When identifying milk quality issues, a standard plate count (SPC) test isn’t enough. Elevated SPC could indicate dirty equipment, poor cooling, contaminants from the environment or a variety of other issues.

Engel keith
Dairy Farm and Hygiene and Supplies Specialist / GEA

While an SPC test can tell you when bacteria levels are high in raw milk, it can be difficult to identify where the problem is coming from. It’s like getting a grade on your report card but not receiving any indication on why you got that grade.

Incorporating additional milk quality tests into your regular testing schedule can help narrow down the source of elevated bacteria levels to quickly resolve any issues.

‘The Big Four’ quality tests

Testing for lab pasteurized counts, preliminary incubation counts and coliform counts, in combination with your regular SPC tests, can provide a more comprehensive milk quality diagnosis:

  • Standard plate counts (SPC), also called plate loop counts (PLC), provide an overall measure of bacteria quality of milk. Elevated SPC could mean inadequate cleaning of equipment or cooling, worn maintenance parts, improper milking hygiene or a variety of other reasons.

    Use additional quality tests in combination with the SPC test for more accurate diagnostic tools.

  • Lab pasteurized counts (LPC) provide a benchmark to measure organisms that may survive pasteurization. If you have a high count, it’s most likely an indicator of improperly cleaned or sanitized equipment. An LPC test can be an early indicator of a problem before you receive a high SPC test and can also be a great indicator that a problem has been fully corrected.

  • Preliminary incubation counts (PI) measure the number of bacteria growing at cool temperatures, which may be a signal to check sanitation and cleaning of the milking system. A high PI count can also be a measure of improper cooling of milk, rubber goods that need replacing, debris or poor udder hygiene.

  • Coliform counts (CC) measure the number of coliform bacteria in raw milk and provide an estimate of bacteria originating from manure or a dirty environment. A high CC test can indicate dirty cows and milking equipment, contaminated water or poor milking hygiene.

Although historically some milk processing plants only test for SPC, more and more plants and milk quality laboratories are now conducting LPC, PI and CC tests. If you are not currently testing for these counts, consider requesting them from your processing plant or outside testing facility.


Running all four tests on every pick-up is ideal for tracking milk quality. At a minimum, tests should be run twice a week with additional testing requested when problems arise.

Troubleshooting milk quality

Once you receive your milk quality test results, the question becomes what do you do with the information? If test counts are high, the first thing to do is ensure proper cleaning and sanitation protocols are followed and the six requirements of cleaning are met (time, temperature, water volume, chemical balance, velocity and drainage).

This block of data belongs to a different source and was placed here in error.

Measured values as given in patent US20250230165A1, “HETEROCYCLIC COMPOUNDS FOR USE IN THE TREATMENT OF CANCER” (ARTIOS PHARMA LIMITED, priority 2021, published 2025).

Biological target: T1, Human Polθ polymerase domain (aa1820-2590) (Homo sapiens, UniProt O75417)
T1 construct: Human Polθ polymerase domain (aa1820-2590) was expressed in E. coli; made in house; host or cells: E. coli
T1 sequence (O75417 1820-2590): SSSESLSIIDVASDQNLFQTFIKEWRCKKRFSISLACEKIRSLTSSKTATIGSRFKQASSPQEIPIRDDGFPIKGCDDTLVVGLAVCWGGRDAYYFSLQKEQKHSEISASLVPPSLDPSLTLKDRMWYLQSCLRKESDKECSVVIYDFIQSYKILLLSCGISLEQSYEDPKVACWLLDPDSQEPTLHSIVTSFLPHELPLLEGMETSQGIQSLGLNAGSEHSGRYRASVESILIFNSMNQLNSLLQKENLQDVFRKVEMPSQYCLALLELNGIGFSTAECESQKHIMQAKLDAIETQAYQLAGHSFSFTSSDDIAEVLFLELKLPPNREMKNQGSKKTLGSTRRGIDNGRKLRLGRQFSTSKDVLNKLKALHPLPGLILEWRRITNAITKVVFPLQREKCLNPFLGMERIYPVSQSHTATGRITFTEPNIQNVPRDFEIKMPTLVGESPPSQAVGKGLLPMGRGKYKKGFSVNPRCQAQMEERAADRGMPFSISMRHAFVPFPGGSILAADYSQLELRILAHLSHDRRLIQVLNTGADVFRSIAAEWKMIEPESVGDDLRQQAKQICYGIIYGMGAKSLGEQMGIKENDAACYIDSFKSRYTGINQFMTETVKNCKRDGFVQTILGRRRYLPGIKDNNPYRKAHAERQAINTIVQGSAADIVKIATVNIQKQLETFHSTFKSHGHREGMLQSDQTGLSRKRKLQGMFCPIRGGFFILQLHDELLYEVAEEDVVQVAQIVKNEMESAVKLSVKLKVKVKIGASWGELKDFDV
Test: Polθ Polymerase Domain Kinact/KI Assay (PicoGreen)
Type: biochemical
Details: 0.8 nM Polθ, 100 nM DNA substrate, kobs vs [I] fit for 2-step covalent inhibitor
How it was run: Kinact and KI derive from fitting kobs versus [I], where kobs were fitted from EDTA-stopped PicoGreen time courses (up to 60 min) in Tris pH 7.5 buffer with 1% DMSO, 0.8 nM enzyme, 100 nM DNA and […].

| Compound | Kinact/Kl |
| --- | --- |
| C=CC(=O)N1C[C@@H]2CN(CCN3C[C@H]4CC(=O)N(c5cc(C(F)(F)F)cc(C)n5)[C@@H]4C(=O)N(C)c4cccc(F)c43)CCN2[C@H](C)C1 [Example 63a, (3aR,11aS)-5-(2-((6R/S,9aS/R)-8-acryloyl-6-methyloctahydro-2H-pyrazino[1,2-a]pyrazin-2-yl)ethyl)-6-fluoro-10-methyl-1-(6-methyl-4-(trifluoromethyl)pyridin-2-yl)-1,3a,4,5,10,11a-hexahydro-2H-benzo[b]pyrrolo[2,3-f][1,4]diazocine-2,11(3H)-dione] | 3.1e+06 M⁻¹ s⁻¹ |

Something as simple as a missed wash cycle or low wash water temperature can result in high test counts. Also, reviewing maintenance schedules to ensure equipment is regularly updated can help stop issues before they happen.

Have standard operating procedures in place, and ensure wash cycles are properly functioning to help control test counts and prevent future issues. With the right procedures in place, issues can be corrected quickly so milk quality premiums aren’t lost.

Sometimes a high test result isn’t an easy fix. If you are running proper cleaning and sanitation protocols and still receiving a high test count, it can indicate a bigger issue. Use your milk quality tests collaboratively as a diagnostic tool to pinpoint where issues are coming from.

For example, a high SPC test could indicate any one of the four main causes of elevated bacteria levels – dirty equipment, improper cooling, environmental contaminants and infected udders. But a high SPC along with tests indicating a high PI count and a low LPC and CC would pinpoint the problem as an issue with your cooling system.

Refer to Table 1 as an easy tool to understand and diagnose milk quality issues.Compare quality counts to troubleshoot

Click here or on the image above to view it at full size in a new window.

Maintaining low quality counts

“The Big Four” quality tests are excellent tools to troubleshoot milk quality issues when they arise. However, the goal should be to have consistently high-quality milk and low test counts year-round. Proper on-farm cleaning and sanitation, as well as regular maintenance, can help keep test results in check and boost milk quality premiums.

A simple step you can add to the milking routine is to perform a parlor walk-through at the start of every wash cycle. A quick visual check can help ensure everything is working correctly and catch any issues early. Also, monitor wash cycle temperatures since water temperature is critical for properly cleaned equipment.

Use a thermometer to periodically check the ending wash temperature to verify you are meeting temperature requirements of 120°F or above for proper cleaning and sanitation.

Testing of SPC, LPC, PI and CC, as well as proper sanitation and regular maintenance, can help you diagnose and correct milk quality issues. Work with your equipment and hygiene specialists to perform routine evaluations and keep your milk quality counts on track.  end mark

PHOTO: Following proper cleaning and sanitation protocols can help keep milk quality issues in check. Photo provided by Keith Engel.

Keith Engel